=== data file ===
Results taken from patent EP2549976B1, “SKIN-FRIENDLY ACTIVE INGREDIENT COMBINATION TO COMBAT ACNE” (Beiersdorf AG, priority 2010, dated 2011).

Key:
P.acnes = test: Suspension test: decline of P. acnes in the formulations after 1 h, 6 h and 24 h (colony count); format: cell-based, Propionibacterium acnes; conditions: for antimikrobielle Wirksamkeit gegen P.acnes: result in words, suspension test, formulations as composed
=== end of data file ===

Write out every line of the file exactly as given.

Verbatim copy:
Results taken from patent EP2549976B1, “SKIN-FRIENDLY ACTIVE INGREDIENT COMBINATION TO COMBAT ACNE” (Beiersdorf AG, priority 2010, dated 2011).

Key:
P.acnes = test: Suspension test: decline of P. acnes in the formulations after 1 h, 6 h and 24 h (colony count); format: cell-based, Propionibacterium acnes; conditions: for antimikrobielle Wirksamkeit gegen P.acnes: result in words, suspension test, formulations as composed